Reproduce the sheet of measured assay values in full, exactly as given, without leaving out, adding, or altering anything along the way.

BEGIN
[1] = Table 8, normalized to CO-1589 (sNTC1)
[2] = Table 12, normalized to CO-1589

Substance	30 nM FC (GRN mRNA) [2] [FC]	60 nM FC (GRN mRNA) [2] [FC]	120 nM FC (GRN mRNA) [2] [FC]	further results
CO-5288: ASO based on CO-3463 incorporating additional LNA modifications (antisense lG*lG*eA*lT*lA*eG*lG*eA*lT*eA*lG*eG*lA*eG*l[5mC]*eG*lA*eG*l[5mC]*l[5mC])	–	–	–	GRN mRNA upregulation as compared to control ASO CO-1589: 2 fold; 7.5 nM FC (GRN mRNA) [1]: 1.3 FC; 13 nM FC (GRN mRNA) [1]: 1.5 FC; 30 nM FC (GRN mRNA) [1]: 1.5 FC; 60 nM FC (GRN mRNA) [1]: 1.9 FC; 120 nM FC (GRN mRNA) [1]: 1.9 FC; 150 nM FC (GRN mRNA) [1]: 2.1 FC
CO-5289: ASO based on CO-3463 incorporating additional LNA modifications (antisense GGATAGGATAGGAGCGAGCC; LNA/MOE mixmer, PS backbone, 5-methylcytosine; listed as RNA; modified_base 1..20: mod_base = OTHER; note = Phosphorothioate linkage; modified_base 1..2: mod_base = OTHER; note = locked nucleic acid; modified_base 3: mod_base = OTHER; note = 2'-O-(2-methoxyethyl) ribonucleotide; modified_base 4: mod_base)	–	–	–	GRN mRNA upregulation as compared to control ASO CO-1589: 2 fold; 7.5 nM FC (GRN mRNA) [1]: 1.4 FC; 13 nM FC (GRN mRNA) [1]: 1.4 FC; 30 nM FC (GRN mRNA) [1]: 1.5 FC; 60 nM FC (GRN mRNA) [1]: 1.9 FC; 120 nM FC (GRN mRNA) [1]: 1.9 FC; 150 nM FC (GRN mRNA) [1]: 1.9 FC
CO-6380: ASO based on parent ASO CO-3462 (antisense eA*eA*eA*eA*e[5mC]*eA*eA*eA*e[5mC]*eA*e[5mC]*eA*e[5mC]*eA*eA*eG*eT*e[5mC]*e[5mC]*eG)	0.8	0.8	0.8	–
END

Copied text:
[1] = Table 8, normalized to CO-1589 (sNTC1)
[2] = Table 12, normalized to CO-1589

Substance	30 nM FC (GRN mRNA) [2] [FC]	60 nM FC (GRN mRNA) [2] [FC]	120 nM FC (GRN mRNA) [2] [FC]	further results
CO-5288: ASO based on CO-3463 incorporating additional LNA modifications (antisense lG*lG*eA*lT*lA*eG*lG*eA*lT*eA*lG*eG*lA*eG*l[5mC]*eG*lA*eG*l[5mC]*l[5mC])	–	–	–	GRN mRNA upregulation as compared to control ASO CO-1589: 2 fold; 7.5 nM FC (GRN mRNA) [1]: 1.3 FC; 13 nM FC (GRN mRNA) [1]: 1.5 FC; 30 nM FC (GRN mRNA) [1]: 1.5 FC; 60 nM FC (GRN mRNA) [1]: 1.9 FC; 120 nM FC (GRN mRNA) [1]: 1.9 FC; 150 nM FC (GRN mRNA) [1]: 2.1 FC
CO-5289: ASO based on CO-3463 incorporating additional LNA modifications (antisense GGATAGGATAGGAGCGAGCC; LNA/MOE mixmer, PS backbone, 5-methylcytosine; listed as RNA; modified_base 1..20: mod_base = OTHER; note = Phosphorothioate linkage; modified_base 1..2: mod_base = OTHER; note = locked nucleic acid; modified_base 3: mod_base = OTHER; note = 2'-O-(2-methoxyethyl) ribonucleotide; modified_base 4: mod_base)	–	–	–	GRN mRNA upregulation as compared to control ASO CO-1589: 2 fold; 7.5 nM FC (GRN mRNA) [1]: 1.4 FC; 13 nM FC (GRN mRNA) [1]: 1.4 FC; 30 nM FC (GRN mRNA) [1]: 1.5 FC; 60 nM FC (GRN mRNA) [1]: 1.9 FC; 120 nM FC (GRN mRNA) [1]: 1.9 FC; 150 nM FC (GRN mRNA) [1]: 1.9 FC
CO-6380: ASO based on parent ASO CO-3462 (antisense eA*eA*eA*eA*e[5mC]*eA*eA*eA*e[5mC]*eA*e[5mC]*eA*e[5mC]*eA*eA*eG*eT*e[5mC]*e[5mC]*eG)	0.8	0.8	0.8	–